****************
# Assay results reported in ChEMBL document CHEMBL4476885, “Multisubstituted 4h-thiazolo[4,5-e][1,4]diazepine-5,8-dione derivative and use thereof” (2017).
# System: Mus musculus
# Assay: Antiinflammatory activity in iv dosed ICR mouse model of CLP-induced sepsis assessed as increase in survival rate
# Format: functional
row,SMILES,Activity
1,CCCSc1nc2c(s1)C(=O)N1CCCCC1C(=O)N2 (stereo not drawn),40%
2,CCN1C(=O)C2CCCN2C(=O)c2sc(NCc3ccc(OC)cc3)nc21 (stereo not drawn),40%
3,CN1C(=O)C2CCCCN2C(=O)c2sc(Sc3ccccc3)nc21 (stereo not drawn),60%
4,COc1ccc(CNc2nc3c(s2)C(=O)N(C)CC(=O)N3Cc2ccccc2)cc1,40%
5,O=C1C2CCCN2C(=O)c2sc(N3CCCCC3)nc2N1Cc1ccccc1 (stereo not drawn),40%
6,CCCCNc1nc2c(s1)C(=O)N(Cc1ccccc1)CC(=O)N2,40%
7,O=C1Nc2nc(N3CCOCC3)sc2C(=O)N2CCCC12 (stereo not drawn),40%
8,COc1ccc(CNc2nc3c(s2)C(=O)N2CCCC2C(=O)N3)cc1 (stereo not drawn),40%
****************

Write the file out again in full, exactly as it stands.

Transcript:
# Assay results reported in ChEMBL document CHEMBL4476885, “Multisubstituted 4h-thiazolo[4,5-e][1,4]diazepine-5,8-dione derivative and use thereof” (2017).
# System: Mus musculus
# Assay: Antiinflammatory activity in iv dosed ICR mouse model of CLP-induced sepsis assessed as increase in survival rate
# Format: functional
row,SMILES,Activity
1,CCCSc1nc2c(s1)C(=O)N1CCCCC1C(=O)N2 (stereo not drawn),40%
2,CCN1C(=O)C2CCCN2C(=O)c2sc(NCc3ccc(OC)cc3)nc21 (stereo not drawn),40%
3,CN1C(=O)C2CCCCN2C(=O)c2sc(Sc3ccccc3)nc21 (stereo not drawn),60%
4,COc1ccc(CNc2nc3c(s2)C(=O)N(C)CC(=O)N3Cc2ccccc2)cc1,40%
5,O=C1C2CCCN2C(=O)c2sc(N3CCCCC3)nc2N1Cc1ccccc1 (stereo not drawn),40%
6,CCCCNc1nc2c(s1)C(=O)N(Cc1ccccc1)CC(=O)N2,40%
7,O=C1Nc2nc(N3CCOCC3)sc2C(=O)N2CCCC12 (stereo not drawn),40%
8,COc1ccc(CNc2nc3c(s2)C(=O)N2CCCC2C(=O)N3)cc1 (stereo not drawn),40%